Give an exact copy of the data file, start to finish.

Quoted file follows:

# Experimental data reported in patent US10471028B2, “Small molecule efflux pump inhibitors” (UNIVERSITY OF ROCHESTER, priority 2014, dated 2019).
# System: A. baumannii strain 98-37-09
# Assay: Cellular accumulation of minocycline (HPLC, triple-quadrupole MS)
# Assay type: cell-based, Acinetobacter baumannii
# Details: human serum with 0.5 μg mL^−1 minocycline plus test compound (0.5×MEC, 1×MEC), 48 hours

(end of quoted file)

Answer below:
# Experimental data reported in patent US10471028B2, “Small molecule efflux pump inhibitors” (UNIVERSITY OF ROCHESTER, priority 2014, dated 2019).
# System: A. baumannii strain 98-37-09
# Assay: Cellular accumulation of minocycline (HPLC, triple-quadrupole MS)
# Assay type: cell-based, Acinetobacter baumannii
# Details: human serum with 0.5 μg mL^−1 minocycline plus test compound (0.5×MEC, 1×MEC), 48 hours